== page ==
In contrast to the heavily polled 2015 election this one was a joke in terms of the quantity of polling for Australia's most populated state.  By the final week only Galaxy was polling, firstly with a YouGov-Galaxy poll for the tabloids and then with the final Newspoll. A Sun-Herald uComms was seen two weeks before the election, and the last Essential over a month before.  Because these polls were taken so far out from the election, they were inaccurate on both the 2PP and the major party primaries, and especially inaccurate on the Others primaries which they had way too low.  But in the absence of polling by competing pollsters taken in the final week, doing a comparison table to show how far out they were seems a little bit pointless.

Allowing that Galaxy/Newspoll was the best pollster by default, the final Newspoll was still rather impressive.  It had the 2PP at 51% (actual 52.02%), Coalition at 41% (41.58%), Labor at 35% (33.31%), Greens at 10% (9.57%) and others at 14% (15.54%).  At the last election this would have been better than all the final polls except ReachTEL, Galaxy and the old Newspoll.  The final Newspoll was the only poll to have the Coalition actually ahead on the 2PP.

I saw six YouGov-Galaxy seat polls, with an average error of 3.65 points on the two-candidate result (implying a margin of error of about 7 points, which is pretty typical for seat polls).  However these six results included three bullseyes (within half a point) but also a 9-point miss in Ryde and a 7.6-point miss on the Shooters' win in Barwon (where Galaxy had Coalition ahead 51-49).  Probably the changes in state voting intention through the campaign had some bearing here, but Galaxy/Newspoll margins often seem to be clustered around 50-50 compared to the actual results.  Also in Lismore, Galaxy nailed the 2PP but did so off primaries that were nearly 5 points too low for the Nationals.  They got away with it because their preference flows between the Greens and Labor were much weaker than was actually the case, cancelling out the error on the primary vote.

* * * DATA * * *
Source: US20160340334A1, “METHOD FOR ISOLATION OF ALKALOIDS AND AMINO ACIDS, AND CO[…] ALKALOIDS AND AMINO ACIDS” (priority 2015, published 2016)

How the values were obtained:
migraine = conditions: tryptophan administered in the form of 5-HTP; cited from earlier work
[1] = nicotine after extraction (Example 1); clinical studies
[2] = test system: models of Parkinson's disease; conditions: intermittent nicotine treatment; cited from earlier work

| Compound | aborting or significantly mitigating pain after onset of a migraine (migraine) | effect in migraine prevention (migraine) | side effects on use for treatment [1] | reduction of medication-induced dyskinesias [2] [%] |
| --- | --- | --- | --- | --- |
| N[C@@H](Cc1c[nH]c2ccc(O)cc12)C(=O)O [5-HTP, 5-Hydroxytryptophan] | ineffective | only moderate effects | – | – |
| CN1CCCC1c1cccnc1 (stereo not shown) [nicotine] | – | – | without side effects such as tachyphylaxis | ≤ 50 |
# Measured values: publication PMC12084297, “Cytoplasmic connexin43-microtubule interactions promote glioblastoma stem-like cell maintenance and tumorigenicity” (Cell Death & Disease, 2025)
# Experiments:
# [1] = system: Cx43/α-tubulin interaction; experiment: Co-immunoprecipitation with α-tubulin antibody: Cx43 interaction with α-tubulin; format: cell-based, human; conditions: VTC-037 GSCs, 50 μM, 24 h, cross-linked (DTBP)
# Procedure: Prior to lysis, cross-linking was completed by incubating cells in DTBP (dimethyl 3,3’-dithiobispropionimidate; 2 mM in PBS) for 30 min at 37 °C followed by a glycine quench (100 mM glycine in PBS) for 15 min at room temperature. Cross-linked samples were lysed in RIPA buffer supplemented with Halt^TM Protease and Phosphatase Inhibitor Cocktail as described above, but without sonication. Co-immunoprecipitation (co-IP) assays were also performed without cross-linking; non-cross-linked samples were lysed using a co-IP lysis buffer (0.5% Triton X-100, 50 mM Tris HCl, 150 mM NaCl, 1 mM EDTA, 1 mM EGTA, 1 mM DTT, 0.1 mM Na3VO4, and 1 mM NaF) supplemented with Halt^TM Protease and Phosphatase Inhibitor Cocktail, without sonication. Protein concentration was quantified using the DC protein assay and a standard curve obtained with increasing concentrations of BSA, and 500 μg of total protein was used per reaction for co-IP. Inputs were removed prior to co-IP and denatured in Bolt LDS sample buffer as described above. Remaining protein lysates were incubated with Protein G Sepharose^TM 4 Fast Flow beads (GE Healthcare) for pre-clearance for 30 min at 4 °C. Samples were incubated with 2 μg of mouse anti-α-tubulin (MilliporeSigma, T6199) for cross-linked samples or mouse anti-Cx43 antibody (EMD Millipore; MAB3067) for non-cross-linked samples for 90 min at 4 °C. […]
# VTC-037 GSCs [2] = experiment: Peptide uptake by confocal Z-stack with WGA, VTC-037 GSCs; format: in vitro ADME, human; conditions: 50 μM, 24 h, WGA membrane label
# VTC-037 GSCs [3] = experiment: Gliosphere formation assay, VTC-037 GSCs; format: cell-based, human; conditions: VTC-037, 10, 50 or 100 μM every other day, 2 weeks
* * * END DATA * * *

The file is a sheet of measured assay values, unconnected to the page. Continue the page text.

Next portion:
Looking ahead, I could do a 2PP pendulum but see no reason to do so for now as there will be a redistribution before the next election.


  1. for non classic contests look at 2pp... Barwon based on alp/nat 2pp was 52/48 nats

    1. Yes, of the three seats won by Shooters, Barwon had a massive 2PP swing to Labor (hence the brown dot close to the heavy line), Orange had an above average swing and Murray had no swing.

      The main difference there is the behaviour of those Shooters preferences that didn't exhaust, which were fairly even in Orange, about 68% to Labor in Barwon and about 40% to Labor in Murray.

      This pattern occurs in seats where Shooters were excluded across the state too - the average split was very close to even between the two but in specific seats it could be quite strongly one way or the other.

  2. NSWEC actually make data available for every 2CP pairing, which lets you calculate the condorcet winner in each seat (if you want to go full wonk).

    It also confirms that the Nats would have won a Green vs Nat top 2 in Lismore, and only the Shooters were in a position to win Barwon and Murray (despite non affiliated "put Nats last" campaigns in the seats).

  3. Are we even sure any more that YouGov-FiftyAcres was off? I mean, their polls were a bit better for the Coalition, which was also the case at the election.

    1. Yes. They reached the 2PPs they did off absurdly strong preference flows to Coalition from very weak primaries. Their Coalition primary only twice exceeded 34 (in both cases being 36.) Whatever they were doing was very weird.

  4. Another aspect of the Clive Palmer media spend is that availability of media spots (tv, radio, print and billboards) would have dried up and alternatives would have become less visible or prime spots more expensive - this may have caused a dynamic change which favoured parties that did grassroots local campaigning - perhaps Labor were so over confident that the Kool-aid was drunk and they pressure relieved from the pedal....and local campaigning suffered or became less "genuine"....